question

tjorg avatar image

Using the BMV-700 relay

I have the BMV-700 installed in a solar powered camper van with AGM batteries. My understanding is that I can set the BMV relay to disconnect power so that I do not overdraw the batteries. I have set the floor parameters in the settings and done some tests. I set the SOC% floor and also the battery voltage floor and ran a bunch of power through to draw the batteries down. The BMV shows that the battery percentage and voltage are both lower than the floor that I set but it did not alert or use the relay to shut power down. I drew it all the way down to 11.4V and it read that as 35% remaining. That was as much as I felt comfortable draining them.


What am I doing wrong? Or am I misunderstanding the capabilities of this unit?


Thanks!

BMV Battery MonitorRelay
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1 Answer
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ripper answered ·

The manual and the quick hint in the app just describes it wrong. Took me hours to finally get there.

First of all the BMV does not disconnect the power itself in case you misunderstood. It needs extra devices such as a relay. The build in relay can be used to drive for example an external relay.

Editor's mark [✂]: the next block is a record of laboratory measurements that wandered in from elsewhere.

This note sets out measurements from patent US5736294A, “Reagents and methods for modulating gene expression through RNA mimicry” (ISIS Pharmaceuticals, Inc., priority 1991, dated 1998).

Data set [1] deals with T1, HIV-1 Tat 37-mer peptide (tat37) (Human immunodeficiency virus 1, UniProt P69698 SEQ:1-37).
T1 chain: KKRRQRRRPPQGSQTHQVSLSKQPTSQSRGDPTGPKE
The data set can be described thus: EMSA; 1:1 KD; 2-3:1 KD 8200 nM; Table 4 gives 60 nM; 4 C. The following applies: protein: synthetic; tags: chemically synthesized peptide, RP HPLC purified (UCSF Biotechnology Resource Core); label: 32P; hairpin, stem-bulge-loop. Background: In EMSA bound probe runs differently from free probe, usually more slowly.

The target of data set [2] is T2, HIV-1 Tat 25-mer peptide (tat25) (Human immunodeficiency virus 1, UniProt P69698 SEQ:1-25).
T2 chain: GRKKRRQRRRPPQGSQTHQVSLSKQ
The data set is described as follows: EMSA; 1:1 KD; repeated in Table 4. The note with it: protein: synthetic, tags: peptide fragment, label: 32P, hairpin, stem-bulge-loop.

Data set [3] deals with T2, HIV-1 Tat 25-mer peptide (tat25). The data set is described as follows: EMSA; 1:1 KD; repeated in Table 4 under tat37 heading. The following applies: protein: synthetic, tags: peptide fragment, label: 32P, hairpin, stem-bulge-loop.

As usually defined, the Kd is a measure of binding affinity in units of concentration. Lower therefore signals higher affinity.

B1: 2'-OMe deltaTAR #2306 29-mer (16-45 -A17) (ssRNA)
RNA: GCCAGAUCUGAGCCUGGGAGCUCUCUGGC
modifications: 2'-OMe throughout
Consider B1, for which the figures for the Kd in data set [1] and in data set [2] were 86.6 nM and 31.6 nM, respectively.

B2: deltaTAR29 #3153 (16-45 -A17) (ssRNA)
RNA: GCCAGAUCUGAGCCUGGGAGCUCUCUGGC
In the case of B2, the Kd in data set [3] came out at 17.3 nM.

To use the internal relay you would have to select standard under relay preferences, probably inverse the relay, adjust the bell for soc for the low limit when it should shut off and adjust the bell with a bar through when usage is okay again. Unlike stated int the manual, the relay is not on while being between the two values, rather it is hysterisis. Means on till its hitting lower limit, then stays off till higher limit is reached, it then goes back on. For some reason if you put bell with bar to a hundred, it shows zero and does something stupid. You can do 99% max. Also make sure to disable high and low voltage underneath unless you want it. It stays on if you played around up top and selected charger mode or whatever and messes with your selection.


The alarm buzzer is indipendant and you can play around in the same mannor.

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Thanks for the help! I did misunderstand what this thing can do then. The product description says "Programmable relay, to turn off non critical loads". So what it actually does is send a signal to a separate external relay (at the SOC% or low voltage that I program)? Would this be something like the Victron Battery Protect? What relay setup did you end of using for your system?


I did get the alarm to work at least.


Thanks!

Yes and no: It does not send a signal as such it just has a tiny relay inside that can be manipulated (adjusted V and SOC by you) to shift its state and thereby not only but also sending a signal if wiring it up like so. The battery protect does two things. It autonomously shuts itself off by adjustable voltage but obviously it does not know SOC and it can be made to shut off/on via the remote in and out (glorified relay) from external input, for example the BMV. For that you just run a wire in a circle remote out, BMV in and out and remote in then yes it would work for you.